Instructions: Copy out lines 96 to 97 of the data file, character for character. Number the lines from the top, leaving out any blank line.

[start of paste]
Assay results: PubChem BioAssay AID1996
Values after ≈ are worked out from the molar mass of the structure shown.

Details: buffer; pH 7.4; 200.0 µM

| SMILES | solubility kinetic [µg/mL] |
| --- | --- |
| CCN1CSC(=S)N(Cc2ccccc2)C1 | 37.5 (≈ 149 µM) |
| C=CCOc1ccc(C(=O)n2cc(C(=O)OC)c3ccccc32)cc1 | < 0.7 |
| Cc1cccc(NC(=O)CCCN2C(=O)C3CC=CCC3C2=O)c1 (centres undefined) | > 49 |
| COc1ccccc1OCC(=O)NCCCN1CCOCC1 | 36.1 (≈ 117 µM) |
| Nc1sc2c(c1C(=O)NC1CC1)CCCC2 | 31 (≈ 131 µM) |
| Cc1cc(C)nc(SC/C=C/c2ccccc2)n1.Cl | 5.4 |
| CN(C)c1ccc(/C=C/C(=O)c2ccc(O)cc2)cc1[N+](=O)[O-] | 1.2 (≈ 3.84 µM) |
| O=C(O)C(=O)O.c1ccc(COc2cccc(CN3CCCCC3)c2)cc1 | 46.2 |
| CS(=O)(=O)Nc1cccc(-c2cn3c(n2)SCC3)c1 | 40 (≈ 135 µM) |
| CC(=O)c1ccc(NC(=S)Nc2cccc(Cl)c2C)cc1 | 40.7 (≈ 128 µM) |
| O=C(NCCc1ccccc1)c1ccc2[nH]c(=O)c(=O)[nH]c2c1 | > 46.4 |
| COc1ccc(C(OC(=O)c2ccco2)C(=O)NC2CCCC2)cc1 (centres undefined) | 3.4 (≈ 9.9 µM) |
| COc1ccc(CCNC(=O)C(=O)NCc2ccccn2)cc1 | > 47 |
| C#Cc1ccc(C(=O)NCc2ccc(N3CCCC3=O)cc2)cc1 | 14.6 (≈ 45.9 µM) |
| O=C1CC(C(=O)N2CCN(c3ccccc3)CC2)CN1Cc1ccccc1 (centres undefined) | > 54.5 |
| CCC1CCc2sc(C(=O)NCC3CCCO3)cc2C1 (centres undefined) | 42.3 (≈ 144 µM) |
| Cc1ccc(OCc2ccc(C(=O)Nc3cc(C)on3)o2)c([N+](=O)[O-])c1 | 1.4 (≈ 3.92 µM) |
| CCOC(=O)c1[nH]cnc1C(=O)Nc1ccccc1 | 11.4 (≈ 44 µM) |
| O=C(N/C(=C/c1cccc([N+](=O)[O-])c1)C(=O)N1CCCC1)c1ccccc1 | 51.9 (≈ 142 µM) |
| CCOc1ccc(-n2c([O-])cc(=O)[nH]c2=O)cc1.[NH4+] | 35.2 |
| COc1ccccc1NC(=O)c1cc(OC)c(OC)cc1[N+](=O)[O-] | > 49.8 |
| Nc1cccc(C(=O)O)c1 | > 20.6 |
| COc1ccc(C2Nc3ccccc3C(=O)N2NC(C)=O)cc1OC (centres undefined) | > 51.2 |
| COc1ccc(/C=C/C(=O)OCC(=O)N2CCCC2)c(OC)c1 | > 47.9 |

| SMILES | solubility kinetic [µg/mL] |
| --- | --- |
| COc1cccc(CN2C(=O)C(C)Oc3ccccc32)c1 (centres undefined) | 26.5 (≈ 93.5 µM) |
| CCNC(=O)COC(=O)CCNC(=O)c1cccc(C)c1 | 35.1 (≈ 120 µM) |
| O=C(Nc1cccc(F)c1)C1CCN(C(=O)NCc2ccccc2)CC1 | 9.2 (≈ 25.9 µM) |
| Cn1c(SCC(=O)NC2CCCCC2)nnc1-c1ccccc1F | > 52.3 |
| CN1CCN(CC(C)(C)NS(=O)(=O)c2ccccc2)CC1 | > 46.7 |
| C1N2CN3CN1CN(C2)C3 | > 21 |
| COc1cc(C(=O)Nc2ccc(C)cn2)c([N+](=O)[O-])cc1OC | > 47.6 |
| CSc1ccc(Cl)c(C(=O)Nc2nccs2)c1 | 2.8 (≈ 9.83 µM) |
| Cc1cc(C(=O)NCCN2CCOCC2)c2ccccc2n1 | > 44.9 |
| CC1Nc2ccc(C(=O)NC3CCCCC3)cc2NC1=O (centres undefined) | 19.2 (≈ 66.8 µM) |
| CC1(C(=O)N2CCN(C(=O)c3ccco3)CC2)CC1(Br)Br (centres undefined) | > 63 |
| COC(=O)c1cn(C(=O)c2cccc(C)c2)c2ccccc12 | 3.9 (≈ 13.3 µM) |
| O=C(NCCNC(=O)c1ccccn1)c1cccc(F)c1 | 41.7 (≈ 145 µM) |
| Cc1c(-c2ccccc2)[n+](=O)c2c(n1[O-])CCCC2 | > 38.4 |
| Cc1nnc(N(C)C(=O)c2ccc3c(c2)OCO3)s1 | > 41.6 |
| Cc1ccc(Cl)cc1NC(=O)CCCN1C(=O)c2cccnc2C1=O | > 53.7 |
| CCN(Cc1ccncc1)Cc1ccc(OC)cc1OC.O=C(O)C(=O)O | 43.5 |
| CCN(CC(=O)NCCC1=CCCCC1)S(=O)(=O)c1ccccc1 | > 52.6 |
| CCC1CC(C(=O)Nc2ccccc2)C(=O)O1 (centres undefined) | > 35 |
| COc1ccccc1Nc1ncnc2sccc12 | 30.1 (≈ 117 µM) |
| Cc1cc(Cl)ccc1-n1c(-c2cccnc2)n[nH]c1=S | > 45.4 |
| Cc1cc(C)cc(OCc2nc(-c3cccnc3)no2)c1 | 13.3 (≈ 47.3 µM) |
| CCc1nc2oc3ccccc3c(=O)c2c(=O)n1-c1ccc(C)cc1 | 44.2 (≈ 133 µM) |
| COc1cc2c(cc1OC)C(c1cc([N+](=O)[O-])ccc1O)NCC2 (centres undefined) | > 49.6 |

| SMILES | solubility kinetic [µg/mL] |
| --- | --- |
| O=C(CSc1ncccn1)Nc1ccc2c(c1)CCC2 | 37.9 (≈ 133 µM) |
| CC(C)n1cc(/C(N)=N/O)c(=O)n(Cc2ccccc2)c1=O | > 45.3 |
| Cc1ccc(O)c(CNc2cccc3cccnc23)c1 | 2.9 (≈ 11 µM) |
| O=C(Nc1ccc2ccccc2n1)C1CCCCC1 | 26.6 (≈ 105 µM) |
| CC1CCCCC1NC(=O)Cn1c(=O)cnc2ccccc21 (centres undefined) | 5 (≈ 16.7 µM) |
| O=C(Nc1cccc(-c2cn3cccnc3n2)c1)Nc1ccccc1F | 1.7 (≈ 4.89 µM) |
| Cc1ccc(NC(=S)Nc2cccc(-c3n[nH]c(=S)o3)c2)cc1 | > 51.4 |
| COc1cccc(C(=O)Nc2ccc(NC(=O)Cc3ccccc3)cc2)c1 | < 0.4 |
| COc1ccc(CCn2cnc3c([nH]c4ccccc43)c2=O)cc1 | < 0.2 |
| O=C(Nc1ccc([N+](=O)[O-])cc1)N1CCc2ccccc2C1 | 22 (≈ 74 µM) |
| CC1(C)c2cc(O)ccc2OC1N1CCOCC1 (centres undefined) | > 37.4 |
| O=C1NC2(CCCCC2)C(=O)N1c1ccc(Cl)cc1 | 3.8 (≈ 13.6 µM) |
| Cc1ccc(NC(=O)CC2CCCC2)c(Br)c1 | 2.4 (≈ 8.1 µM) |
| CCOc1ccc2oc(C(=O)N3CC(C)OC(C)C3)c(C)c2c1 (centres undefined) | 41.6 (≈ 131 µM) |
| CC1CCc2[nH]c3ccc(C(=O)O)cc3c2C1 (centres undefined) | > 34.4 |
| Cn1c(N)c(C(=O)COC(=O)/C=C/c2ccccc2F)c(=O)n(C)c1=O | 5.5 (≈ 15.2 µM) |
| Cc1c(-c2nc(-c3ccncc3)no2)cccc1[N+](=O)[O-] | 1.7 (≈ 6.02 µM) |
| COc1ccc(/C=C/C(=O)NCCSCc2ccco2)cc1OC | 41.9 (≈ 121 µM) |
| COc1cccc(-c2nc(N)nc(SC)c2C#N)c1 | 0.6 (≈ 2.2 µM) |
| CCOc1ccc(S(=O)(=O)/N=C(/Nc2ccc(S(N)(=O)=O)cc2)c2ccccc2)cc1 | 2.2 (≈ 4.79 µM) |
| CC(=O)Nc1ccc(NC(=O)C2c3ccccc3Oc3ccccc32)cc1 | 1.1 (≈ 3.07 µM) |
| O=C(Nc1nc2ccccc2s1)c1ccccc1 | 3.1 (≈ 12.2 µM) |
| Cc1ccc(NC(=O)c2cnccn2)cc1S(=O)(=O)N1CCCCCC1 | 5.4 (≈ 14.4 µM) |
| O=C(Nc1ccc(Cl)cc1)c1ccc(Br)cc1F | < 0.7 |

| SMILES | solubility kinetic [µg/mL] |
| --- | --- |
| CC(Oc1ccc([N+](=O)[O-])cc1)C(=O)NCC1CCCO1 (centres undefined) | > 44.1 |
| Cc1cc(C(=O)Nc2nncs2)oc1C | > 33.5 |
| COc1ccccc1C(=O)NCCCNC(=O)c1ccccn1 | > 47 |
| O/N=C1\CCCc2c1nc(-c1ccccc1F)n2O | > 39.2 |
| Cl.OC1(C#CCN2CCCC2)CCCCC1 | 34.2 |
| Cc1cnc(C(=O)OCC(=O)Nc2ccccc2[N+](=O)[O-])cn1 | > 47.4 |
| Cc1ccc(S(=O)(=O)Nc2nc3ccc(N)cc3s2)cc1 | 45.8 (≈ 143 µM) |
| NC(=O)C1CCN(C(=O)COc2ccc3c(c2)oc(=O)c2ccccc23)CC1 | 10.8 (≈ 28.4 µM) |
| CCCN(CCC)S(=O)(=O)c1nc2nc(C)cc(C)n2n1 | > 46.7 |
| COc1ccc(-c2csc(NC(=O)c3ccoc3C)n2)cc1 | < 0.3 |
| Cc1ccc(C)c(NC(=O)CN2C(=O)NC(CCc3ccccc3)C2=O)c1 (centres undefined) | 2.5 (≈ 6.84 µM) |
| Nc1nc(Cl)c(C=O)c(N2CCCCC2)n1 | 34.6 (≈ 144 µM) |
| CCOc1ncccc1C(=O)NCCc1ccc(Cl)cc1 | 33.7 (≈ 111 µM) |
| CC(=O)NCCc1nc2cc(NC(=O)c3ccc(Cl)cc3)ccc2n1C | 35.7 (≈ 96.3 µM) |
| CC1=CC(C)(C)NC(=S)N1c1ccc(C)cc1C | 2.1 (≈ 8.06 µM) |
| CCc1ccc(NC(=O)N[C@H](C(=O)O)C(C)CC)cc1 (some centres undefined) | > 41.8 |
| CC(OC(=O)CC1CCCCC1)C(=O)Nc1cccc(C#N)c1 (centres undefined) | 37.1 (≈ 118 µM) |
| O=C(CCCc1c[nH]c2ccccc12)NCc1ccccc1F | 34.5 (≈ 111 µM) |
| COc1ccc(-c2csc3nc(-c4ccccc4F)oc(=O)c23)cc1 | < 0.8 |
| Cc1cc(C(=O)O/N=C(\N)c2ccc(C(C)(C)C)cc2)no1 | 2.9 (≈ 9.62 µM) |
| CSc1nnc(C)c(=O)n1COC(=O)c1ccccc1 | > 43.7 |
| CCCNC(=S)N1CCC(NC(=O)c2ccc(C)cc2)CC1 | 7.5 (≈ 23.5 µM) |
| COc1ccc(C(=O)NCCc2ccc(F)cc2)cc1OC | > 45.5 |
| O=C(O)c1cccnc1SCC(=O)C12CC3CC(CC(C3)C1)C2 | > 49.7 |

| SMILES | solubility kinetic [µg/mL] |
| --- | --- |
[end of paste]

| CCOc1ncccc1C(=O)NCCc1ccc(Cl)cc1 | 33.7 (≈ 111 µM) |
| CC(=O)NCCc1nc2cc(NC(=O)c3ccc(Cl)cc3)ccc2n1C | 35.7 (≈ 96.3 µM) |